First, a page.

X-bit labs: Certainly, it is easy to grab programs from one place. But there is no such a place for APU/GPU-accelerated software...
Neal Robison: Those, who acquire Fusion-based PCs really, really want to get applications that are going to make their devices perform really well. That would be a reason for having one central place. That [place] would prevent our partners among software developers from showcasing [their programs] on their own web-sites or other locations. We just want to make sure that consumers have at least one place that they can get all the information that they w ant about those applications which perform the best on their particular device.
There are plenty of non-APU/GPU-accelerated applications that will perform very well on Fusion, so we have to look at how we will define what will be in that app store, if you will.
X-bit labs: So, would you consider to create a store that will sell programs that run best on AMD-based PCs? Or maybe just a web-site that could pinpoint appropriate programs for users' demands after finding what hardware the consumer uses?
Neal Robison: While we have considered the possibility of creating an AMD app store, we are more interested in helping consumers gain access to innovative applications, and not necessarily focused on creating a commercial app store. We do see a need for a centralized, one-stop location where users can easily find applications that are accelerated by AMD Fusion APU-powered PCs. And we believe there’s an important educational component that comes with introducing a new technology such as AMD Fusion. Information that helps users identify which applications and programs are most compatible with their usage needs would be a natural extension of the AMD Vision approach, which helps consumers select their PCs based on how they use it rather than speeds and feeds.
People are lazy, so are software developers. Moreover, software developers have to care about stability, quality and backwards compatibility. As a result, many are reluctant to make use of brand new technologies like GPGPU in order to sustain quality. So, software developers need some kind of backing from hardware designers.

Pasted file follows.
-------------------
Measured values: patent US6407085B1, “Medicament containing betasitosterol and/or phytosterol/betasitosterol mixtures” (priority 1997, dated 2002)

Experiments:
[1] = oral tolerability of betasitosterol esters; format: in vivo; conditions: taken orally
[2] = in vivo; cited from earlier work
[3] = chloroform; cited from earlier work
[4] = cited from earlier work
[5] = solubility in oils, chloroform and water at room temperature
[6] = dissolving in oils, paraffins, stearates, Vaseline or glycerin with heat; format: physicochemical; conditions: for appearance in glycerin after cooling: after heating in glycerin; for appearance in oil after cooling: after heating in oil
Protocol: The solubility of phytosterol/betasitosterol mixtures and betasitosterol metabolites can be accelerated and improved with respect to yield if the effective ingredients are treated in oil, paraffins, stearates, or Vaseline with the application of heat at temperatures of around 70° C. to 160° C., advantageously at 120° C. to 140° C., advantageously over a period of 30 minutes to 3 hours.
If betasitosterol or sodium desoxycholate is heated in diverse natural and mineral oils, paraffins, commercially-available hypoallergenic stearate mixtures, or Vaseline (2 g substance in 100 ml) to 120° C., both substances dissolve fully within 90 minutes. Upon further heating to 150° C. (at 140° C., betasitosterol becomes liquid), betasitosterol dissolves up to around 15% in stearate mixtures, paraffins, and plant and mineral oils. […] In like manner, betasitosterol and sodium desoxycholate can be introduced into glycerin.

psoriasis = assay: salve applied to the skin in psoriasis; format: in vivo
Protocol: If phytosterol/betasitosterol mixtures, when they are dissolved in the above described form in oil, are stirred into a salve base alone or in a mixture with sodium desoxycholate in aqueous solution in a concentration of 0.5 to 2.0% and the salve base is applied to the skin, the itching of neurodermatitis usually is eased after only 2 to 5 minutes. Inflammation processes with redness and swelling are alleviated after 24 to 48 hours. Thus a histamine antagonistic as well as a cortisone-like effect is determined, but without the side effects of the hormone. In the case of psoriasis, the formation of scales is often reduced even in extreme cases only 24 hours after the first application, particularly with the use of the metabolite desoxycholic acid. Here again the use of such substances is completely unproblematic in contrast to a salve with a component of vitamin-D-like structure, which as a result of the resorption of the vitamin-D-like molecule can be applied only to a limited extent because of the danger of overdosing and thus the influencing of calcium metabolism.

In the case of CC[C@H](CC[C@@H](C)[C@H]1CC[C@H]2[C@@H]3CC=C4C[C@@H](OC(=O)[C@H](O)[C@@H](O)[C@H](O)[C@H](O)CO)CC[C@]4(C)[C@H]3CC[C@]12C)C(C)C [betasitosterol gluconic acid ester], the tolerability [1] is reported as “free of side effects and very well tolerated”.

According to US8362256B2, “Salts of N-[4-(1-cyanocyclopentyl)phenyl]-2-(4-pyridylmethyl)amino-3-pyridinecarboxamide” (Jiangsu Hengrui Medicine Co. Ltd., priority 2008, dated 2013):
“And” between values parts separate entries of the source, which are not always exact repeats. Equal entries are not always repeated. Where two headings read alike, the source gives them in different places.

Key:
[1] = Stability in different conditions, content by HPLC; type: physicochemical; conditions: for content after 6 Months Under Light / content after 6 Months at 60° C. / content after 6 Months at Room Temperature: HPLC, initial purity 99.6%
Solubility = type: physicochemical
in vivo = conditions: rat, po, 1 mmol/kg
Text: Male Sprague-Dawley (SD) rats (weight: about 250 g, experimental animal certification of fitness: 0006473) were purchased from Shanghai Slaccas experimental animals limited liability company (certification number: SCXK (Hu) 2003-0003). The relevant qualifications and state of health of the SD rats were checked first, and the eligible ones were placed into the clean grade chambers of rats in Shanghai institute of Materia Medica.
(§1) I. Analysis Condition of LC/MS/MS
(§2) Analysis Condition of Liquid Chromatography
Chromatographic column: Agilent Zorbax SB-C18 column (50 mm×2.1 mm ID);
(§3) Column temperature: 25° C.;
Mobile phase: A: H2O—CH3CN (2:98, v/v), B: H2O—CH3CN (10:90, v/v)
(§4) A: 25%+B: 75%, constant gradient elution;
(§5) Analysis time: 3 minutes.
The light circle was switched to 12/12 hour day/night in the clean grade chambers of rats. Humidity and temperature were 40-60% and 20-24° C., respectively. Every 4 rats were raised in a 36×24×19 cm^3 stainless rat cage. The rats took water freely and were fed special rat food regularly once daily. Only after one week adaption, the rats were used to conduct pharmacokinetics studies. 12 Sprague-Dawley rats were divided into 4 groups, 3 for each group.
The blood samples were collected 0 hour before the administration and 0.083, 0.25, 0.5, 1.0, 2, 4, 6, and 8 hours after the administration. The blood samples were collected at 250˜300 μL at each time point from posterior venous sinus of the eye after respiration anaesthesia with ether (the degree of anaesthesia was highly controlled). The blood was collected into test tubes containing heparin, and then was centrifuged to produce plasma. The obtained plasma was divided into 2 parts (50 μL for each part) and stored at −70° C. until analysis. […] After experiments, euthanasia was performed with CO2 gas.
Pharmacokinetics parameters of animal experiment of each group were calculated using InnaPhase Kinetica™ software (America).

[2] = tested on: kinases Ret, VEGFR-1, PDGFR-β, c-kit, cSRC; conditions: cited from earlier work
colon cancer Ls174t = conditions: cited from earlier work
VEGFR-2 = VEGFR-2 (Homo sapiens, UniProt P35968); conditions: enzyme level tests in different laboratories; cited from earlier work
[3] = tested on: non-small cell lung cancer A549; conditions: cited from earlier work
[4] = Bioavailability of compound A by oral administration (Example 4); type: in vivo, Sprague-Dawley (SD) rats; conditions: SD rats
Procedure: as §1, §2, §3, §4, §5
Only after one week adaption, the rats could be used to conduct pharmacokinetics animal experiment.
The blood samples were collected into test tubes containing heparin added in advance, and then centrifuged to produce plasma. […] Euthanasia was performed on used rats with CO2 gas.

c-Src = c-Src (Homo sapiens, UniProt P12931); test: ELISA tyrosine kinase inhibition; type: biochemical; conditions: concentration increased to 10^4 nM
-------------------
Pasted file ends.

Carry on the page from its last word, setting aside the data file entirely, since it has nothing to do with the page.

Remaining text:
X-bit labs: How do you plan to encourage the usage of GPGPU among software developers? Your technical and marketing support has brought in 50 applications, not a bad number to say at least. But maybe you plan new approaches, maybe you have learnt something from your work.
Neal Robison: This is something we address every single day. With software development, there has always been a learning curve every time something new emerges.
I think of Fusion as of a real opportunity for a lot of developers to make their applications and increase their performance. Traditionally, most developers relied on CPU performance increase: chips become bigger, faster, gain cores. But I think a lot of consumers nowadays want to have a great performance on mobile devices, e.g., notebooks, and they do not have desktop systems with sixteen-core CPU inside. [So, they need GPU-accelerated applications].
For this reason, we have worked with these developers [to popularize high-performance GPU-computing technology]. We have found that using OpenCL, making sure that we support the industry standard, was a really good lesson, that is one of the first things we learnt. Simply making them [developing] using with a proprietary or closed API is very unnatural for developers. I think, I've been around long enough to learn that when you are trying to make developers do something unnatural, your success will not be very good. Making OpenCL available whether it is on a PC or Macintosh, whether it comes from AMD or Intel or Nvidia or Microsoft, [wide] industry support [of the API] has definitely made a world of difference.